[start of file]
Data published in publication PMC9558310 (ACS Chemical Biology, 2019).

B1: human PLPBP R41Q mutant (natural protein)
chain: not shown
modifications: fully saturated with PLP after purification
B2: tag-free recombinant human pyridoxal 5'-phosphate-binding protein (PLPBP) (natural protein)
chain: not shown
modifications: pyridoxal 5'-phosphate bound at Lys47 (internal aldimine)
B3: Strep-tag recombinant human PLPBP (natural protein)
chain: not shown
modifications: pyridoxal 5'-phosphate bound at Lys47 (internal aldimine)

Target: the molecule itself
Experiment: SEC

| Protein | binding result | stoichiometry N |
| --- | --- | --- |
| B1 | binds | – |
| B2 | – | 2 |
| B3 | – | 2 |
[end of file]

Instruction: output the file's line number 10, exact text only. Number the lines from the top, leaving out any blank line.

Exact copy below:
modifications: pyridoxal 5'-phosphate bound at Lys47 (internal aldimine)